When I first moved to New York, I was very fascinated with American regional and sub- culture, such as Native American culture. I still am. I had seen a student’s Amish quilt exhibition in New York and I was very struck. I had a boyfriend in Film School whose stepmother had grown up Mennonite and had this incredible story.

The idea of “what was it like?”. Which is a theme, I think, in many of my films. This fascination of what it would be like to be that person going through this thing, in those shoes, walking through that patch of life. What is it like being an Amish teenager growing up with all these rules until you’re sixteen when they suddenly get to experience “our world”. How traumatic it must be to over-night know teenage- type experiences with no parental supervision or support. And then they are expected to make the decision… to know exactly what they want in life: Do you want to be exactly like your parents or go out into this world that you are not equipped for? It’s very stark and I was very fascinated by that… It was super low-budget. We had to take return the camera every thirty days and purchase a new one on a credit card.


Lucy’s second documentary, “Blindsight”, follows legendary blind mountaineer Erik Weihenmayer as he leads six blind Tibetan teenagers up the Lhakpa-Ri peak of Mt. Everest. The film won Berlin International Film Fest Audience Award.

BFM: There is this idea of being a “fly on the wall” in documentary filming Did you find it easier or more difficult to film subjects that suffered from blindness?

Right. People think that because they don’t see the camera they aren’t aware of it, but I don’t think that’s true really. In fact, they are very aware. There was a moment with one of the American guides who was holding one of the kids in their arms and the kid said, “Why do you always make your arms big when you’re talking to Lucy?”. He was flexing his biceps! They are very aware and they notice a lot.

Those kids were amazing, just profoundly impressive people…. There was a line that Tashi, the kid who had the terrible story about being beaten by his parents and had the cigarette burns, said to me. He said, “Do you know what the best thing about being blind is?” I said, “No, Tashi. You’re going to have to tell me.” He said, “The best thing about being blind is that it forces you to look on the bright side”.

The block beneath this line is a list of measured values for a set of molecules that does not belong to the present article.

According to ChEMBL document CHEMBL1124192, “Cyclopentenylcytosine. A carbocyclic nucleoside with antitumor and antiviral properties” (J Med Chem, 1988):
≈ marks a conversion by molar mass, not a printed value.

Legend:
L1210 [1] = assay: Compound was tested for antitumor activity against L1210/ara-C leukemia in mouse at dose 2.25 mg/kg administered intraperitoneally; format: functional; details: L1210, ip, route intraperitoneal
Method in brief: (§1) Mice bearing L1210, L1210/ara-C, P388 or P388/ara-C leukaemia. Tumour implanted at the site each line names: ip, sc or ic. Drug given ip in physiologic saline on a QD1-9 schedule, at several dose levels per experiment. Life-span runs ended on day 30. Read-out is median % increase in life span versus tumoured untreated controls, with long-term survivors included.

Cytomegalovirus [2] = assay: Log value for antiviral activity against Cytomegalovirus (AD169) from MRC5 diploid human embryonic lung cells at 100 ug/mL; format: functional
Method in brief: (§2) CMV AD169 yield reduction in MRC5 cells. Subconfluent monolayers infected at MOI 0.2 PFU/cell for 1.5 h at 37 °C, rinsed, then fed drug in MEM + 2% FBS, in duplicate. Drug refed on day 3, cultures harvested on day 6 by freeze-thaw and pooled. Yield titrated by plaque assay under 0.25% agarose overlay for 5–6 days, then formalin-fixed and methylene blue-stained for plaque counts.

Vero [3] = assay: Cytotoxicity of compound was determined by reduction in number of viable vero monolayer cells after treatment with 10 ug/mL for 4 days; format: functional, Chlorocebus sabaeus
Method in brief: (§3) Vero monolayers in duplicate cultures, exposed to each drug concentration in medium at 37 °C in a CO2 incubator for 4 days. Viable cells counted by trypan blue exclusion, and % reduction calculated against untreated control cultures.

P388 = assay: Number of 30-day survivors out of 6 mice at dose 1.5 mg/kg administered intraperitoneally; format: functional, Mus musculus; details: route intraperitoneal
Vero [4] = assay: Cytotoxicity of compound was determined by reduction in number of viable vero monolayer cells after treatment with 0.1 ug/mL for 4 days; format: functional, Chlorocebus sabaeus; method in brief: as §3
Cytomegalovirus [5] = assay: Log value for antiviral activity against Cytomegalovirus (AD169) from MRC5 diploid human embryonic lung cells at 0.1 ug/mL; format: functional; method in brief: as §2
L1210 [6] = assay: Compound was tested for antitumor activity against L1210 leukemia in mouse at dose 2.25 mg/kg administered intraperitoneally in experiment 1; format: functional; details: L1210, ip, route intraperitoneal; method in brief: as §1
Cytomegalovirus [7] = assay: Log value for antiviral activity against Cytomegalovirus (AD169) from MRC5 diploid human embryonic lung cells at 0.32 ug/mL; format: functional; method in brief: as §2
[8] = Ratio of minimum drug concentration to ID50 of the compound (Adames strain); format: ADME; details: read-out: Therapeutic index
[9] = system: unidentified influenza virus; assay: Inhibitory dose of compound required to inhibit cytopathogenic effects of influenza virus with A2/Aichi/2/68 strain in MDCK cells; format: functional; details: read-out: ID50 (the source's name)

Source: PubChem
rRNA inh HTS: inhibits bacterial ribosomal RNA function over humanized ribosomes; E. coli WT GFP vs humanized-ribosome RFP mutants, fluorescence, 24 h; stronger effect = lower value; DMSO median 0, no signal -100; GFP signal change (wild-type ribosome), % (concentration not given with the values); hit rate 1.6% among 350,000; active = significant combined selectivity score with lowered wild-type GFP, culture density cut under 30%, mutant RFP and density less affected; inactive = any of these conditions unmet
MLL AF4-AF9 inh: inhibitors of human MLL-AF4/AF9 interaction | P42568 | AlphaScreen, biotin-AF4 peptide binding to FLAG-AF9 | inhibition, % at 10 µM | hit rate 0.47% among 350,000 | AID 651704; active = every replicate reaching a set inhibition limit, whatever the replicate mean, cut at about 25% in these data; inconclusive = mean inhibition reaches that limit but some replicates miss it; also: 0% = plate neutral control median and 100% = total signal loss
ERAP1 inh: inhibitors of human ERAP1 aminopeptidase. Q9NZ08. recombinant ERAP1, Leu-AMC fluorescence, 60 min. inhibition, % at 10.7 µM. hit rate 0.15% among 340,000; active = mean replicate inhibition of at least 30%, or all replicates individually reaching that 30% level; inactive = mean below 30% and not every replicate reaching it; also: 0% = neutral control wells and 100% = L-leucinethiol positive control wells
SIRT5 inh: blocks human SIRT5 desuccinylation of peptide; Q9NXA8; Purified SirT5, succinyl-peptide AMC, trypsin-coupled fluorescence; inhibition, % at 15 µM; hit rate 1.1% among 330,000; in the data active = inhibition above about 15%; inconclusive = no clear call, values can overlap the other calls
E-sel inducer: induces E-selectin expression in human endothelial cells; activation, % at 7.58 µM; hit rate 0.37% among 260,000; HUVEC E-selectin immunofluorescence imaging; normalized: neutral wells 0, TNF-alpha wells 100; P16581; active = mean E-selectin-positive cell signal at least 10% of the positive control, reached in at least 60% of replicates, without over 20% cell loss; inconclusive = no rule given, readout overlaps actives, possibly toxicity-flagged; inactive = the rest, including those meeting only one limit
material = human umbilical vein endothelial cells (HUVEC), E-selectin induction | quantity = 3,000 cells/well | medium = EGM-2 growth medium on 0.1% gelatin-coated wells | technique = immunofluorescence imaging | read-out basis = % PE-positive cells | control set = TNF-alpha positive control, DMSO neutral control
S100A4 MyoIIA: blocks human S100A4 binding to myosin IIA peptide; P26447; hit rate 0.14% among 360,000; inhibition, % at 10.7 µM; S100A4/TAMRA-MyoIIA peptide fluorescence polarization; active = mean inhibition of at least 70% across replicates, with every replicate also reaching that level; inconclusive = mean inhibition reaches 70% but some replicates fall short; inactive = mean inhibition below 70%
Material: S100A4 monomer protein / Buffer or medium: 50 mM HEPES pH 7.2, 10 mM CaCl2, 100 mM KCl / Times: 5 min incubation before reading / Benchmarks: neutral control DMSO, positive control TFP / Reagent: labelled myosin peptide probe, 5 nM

BFM: Many of your films deal with subjects who speak other languages and cultures that are very different in how their emotions are represented. What is your process when preparing to go into a culture that you are not familiar with? What is it like  to film something that you may not be completely aware of what you are seeing or hearing?

The first thing, especially with “Blindsight,” is that I read everything I can and study the culture as much as I can. I was very immersed in the Tibetan language and Buddhism. One of the ways that I was able to relate with the kids was that I would practice my Tibetan while they would practice their English. They would feel much more comfortable and it was really fun. I also really go for it in terms of trying to immerse. I feel that what you see in the film is like an iceberg; it’s just a small amount of the giant amount of research. I don’t just show up and hope that I don’t get it wrong. What you see in the film, I know you can take it to the bank…

Also, it’s amazing when you can tell so much of what’s happening because it’s non-verbal. It’s funny when you just have no language and you can just tell someone will be a great subject. It’s a kind of sixth sense you get. It’s not even verbal, I just know that person is going to tell it and then they do. Sometimes they go and you just have no idea what they’re talking about but you know that it is magic.

Photo by Scout Hebinck
/ Lucy Walker


Lucy’s second film, “Countdown to Zero,” explores the deeply complicated world of Nuclear Weapons and the rising risk as they become more widespread.

BFM: There’s a good balance between the information giving and the more edgy or dramatic moments. Did you find yourself consciously balancing the amount of information with the more provocative ideas such as, the ease of building a nuke or the visual of the aftermath of a bomb hitting a modern metropolitan area? 

One thing I did think about was that it can be very numbing to think of this kind of scale, so I had to ask myself how to convey this scale perfectly. I thought the easiest way to do it was to measure the impact on a city that people were familiar with. So I used Manhattan as a yardstick. Something I noticed in other nuclear films that I wanted to avoid was cutting to footage of the bomb exploding here and there. Because people do become so desensitized, I thought it would be better not to have a nuke up front but to talk about it a lot and re-sensitize people to it before we had an explosion. It’s so hard of a subject, because everyone knows that it’s a terrible thing but no one really wants to talk about it.

In terms of trying to find a way regarding story-structure, my strategy was to withhold it to the act-two climax. Basically, apply some screenplay strategy, which is something I always try to do with my documentaries – to build documentaries with that story-structuring shape and character arcs. I think that those story shapes work wonderfully if well executed, so why should a documentary be any different…


“Waste Land” follows artist Vic Muniz’ emotional journey as he transforms the garbage of the world’s largest landfill in Rio de Janero into priceless works of art with the aid of the residents and workers of the garbage heap, also known as “pickers.” The film was both an audience and critical smash hit, garnering Lucy her first Academy Award nomination and winning countless awards from film festivals worldwide.

BFM: Within all of your films, but this one in particular, each moment felt uncannily caught by the camera. Do you ever enter enter into filming a scene with the knowledge that it will make it into the final cut?

I have a pretty good sense of things now of when I am filming a scene, that it will make it in the cut… Which is a great feeling, sometimes you had the days when you are filming, that you just put a giant checkmark in your head. You just can’t wait to get in the editing room, because you know it’s going to be an important scene. It’s what you film for those ‘light bulb’ moments.

BFM: Do you ever find yourself consciously setting up those “moments” for filming?